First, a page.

Like running bulk queries, you can run bulk upsert and delete operations with the data upsert bulk command and data delete bulk command. These two commands require a CSV file as an input, and since they run asynchronously, you may need to run a resume command as a follow-up.

Let’s say that you want to create some contacts with a bulk operation. You start by preparing a contacts.csv CSV file like this:

You can then run the upsert “synchronously” (waiting for up to three minutes) with a wait flag like this:

Note the mandatory --external-id flag with its value set to Id. This helps you define a key for controlling whether a record should be updated or inserted. By default, we use Id as our identifier, but you could use any field that you’d like provided that its values are unique. The fact that the Id field is not present in our CSV file means that all records from the file will be created.

You can also work asynchronously by upserting your contacts in a script that runs some operations while the upsert is in progress, then retrieve the upsert results.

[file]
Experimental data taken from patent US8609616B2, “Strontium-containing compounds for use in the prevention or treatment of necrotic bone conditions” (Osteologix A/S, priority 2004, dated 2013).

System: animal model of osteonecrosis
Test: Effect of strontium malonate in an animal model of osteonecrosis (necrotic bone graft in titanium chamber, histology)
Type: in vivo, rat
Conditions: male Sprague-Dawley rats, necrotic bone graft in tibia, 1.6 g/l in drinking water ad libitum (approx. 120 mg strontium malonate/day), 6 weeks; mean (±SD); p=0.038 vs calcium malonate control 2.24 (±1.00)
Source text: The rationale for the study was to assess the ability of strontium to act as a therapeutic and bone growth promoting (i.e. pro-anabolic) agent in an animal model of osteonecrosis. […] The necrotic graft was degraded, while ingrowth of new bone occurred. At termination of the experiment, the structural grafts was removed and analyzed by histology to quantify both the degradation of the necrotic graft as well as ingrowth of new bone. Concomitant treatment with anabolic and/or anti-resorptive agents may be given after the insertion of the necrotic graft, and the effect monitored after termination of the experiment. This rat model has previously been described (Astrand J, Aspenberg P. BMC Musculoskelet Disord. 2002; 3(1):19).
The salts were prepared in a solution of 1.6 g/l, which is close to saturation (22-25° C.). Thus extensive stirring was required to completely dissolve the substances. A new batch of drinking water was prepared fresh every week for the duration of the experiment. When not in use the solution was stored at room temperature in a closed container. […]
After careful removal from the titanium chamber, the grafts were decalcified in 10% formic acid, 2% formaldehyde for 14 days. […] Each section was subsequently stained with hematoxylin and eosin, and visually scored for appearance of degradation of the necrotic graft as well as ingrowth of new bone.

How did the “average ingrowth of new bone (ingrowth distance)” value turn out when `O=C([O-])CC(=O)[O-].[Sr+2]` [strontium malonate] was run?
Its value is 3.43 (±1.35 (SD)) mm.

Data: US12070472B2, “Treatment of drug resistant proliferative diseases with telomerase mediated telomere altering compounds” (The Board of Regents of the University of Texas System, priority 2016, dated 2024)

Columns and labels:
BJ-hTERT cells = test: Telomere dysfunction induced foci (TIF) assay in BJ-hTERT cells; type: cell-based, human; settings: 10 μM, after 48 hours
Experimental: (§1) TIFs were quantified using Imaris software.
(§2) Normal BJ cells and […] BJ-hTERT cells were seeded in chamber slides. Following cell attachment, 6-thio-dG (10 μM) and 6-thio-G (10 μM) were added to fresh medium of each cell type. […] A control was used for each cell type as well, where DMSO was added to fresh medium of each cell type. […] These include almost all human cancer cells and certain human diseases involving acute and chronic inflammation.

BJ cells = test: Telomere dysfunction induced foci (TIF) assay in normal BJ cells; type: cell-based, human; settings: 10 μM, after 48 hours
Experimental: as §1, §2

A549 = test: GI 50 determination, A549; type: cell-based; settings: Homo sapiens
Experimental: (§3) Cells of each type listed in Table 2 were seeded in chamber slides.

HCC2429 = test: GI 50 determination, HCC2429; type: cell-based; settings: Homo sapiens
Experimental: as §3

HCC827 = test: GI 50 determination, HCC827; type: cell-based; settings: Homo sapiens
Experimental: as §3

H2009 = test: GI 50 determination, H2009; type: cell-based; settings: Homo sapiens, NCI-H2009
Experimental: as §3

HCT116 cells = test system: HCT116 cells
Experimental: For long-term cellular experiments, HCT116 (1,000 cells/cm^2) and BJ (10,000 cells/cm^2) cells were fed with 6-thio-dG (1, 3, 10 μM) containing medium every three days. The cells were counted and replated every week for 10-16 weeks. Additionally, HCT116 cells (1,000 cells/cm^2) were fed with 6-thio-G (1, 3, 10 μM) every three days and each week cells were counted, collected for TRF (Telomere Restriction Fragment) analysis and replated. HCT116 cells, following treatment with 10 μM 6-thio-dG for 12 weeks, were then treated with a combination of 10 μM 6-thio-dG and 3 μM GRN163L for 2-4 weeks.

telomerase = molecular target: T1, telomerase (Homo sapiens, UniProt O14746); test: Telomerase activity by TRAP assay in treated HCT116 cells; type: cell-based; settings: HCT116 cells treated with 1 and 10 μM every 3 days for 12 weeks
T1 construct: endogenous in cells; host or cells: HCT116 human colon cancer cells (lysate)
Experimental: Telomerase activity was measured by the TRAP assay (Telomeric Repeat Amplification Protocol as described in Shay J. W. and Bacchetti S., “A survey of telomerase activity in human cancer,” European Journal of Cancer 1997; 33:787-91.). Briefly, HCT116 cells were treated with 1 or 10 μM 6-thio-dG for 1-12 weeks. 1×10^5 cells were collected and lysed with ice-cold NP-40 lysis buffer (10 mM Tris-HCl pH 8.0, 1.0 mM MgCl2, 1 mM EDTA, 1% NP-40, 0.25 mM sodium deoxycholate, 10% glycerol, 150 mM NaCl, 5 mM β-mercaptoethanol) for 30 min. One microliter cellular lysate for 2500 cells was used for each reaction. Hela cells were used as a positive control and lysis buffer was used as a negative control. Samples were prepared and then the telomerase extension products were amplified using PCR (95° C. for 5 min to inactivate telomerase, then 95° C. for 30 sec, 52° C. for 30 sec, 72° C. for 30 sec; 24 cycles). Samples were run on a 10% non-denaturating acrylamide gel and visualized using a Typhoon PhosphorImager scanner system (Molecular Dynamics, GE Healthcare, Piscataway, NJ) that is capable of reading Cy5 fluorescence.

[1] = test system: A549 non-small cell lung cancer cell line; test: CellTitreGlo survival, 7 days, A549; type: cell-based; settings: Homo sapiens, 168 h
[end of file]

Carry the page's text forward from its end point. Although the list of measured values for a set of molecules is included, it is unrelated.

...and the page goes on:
In both scenarios, you’ll get the following JSON with your two newly created contacts and their IDs.

Tip: Refer to the Bulk API Developer Guide for details on formatting your CSV file for bulk operations.

Closing words

This concludes our tour of the data CLI commands. We reviewed the different commands that let you work with individual records and deal with small record batches, and we saw how you can run bulk operations. You’re now aware of the benefits and limitations of the different commands. With this knowledge, you can make the best use of the CLI in your DevOps workflows.

If you need more than the native CLI features, you can also turn to plugins like SFDX Data Move Utility (SFDMU) or build your own custom plugin to manage data.


About the author

Philippe Ozil is a Principal Developer Advocate at Salesforce where he focuses on the Salesforce Platform. He writes technical content and speaks frequently at conferences. He is a full-stack developer and enjoys working with APIs, DevOps, robotics, and VR projects. Follow him on X @PhilippeOzil, on LinkedIn @PhilippeOzil, or check his GitHub projects @pozil.